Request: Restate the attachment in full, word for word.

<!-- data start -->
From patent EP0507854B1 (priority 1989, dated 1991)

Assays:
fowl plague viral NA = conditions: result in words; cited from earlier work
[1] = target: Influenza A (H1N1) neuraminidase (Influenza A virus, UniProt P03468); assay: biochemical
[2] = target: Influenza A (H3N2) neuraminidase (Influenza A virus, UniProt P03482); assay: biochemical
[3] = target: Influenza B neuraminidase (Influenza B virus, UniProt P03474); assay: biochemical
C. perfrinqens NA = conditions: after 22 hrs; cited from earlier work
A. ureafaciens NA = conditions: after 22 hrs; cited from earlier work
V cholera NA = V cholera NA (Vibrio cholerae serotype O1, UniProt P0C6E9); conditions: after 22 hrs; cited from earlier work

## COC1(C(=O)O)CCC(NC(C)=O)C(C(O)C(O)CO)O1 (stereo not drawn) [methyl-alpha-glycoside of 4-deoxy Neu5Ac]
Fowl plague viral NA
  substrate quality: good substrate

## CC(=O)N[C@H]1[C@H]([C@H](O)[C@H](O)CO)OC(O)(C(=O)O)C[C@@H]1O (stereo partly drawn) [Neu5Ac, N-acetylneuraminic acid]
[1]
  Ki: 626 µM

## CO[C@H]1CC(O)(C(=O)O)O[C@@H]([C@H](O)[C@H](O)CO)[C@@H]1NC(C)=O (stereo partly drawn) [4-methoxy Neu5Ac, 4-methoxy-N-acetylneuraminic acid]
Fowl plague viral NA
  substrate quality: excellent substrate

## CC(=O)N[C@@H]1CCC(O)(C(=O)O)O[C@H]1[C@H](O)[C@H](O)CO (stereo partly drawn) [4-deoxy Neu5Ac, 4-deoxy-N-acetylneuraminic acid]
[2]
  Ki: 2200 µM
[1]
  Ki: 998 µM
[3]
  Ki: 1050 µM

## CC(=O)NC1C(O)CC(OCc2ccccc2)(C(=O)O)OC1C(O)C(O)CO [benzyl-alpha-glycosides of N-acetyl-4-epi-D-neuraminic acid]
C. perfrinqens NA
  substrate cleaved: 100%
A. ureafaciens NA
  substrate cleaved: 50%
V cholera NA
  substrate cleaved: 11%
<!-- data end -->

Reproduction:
From patent EP0507854B1 (priority 1989, dated 1991)

Assays:
fowl plague viral NA = conditions: result in words; cited from earlier work
[1] = target: Influenza A (H1N1) neuraminidase (Influenza A virus, UniProt P03468); assay: biochemical
[2] = target: Influenza A (H3N2) neuraminidase (Influenza A virus, UniProt P03482); assay: biochemical
[3] = target: Influenza B neuraminidase (Influenza B virus, UniProt P03474); assay: biochemical
C. perfrinqens NA = conditions: after 22 hrs; cited from earlier work
A. ureafaciens NA = conditions: after 22 hrs; cited from earlier work
V cholera NA = V cholera NA (Vibrio cholerae serotype O1, UniProt P0C6E9); conditions: after 22 hrs; cited from earlier work

## COC1(C(=O)O)CCC(NC(C)=O)C(C(O)C(O)CO)O1 (stereo not drawn) [methyl-alpha-glycoside of 4-deoxy Neu5Ac]
Fowl plague viral NA
  substrate quality: good substrate

## CC(=O)N[C@H]1[C@H]([C@H](O)[C@H](O)CO)OC(O)(C(=O)O)C[C@@H]1O (stereo partly drawn) [Neu5Ac, N-acetylneuraminic acid]
[1]
  Ki: 626 µM

## CO[C@H]1CC(O)(C(=O)O)O[C@@H]([C@H](O)[C@H](O)CO)[C@@H]1NC(C)=O (stereo partly drawn) [4-methoxy Neu5Ac, 4-methoxy-N-acetylneuraminic acid]
Fowl plague viral NA
  substrate quality: excellent substrate

## CC(=O)N[C@@H]1CCC(O)(C(=O)O)O[C@H]1[C@H](O)[C@H](O)CO (stereo partly drawn) [4-deoxy Neu5Ac, 4-deoxy-N-acetylneuraminic acid]
[2]
  Ki: 2200 µM
[1]
  Ki: 998 µM
[3]
  Ki: 1050 µM

## CC(=O)NC1C(O)CC(OCc2ccccc2)(C(=O)O)OC1C(O)C(O)CO [benzyl-alpha-glycosides of N-acetyl-4-epi-D-neuraminic acid]
C. perfrinqens NA
  substrate cleaved: 100%
A. ureafaciens NA
  substrate cleaved: 50%
V cholera NA
  substrate cleaved: 11%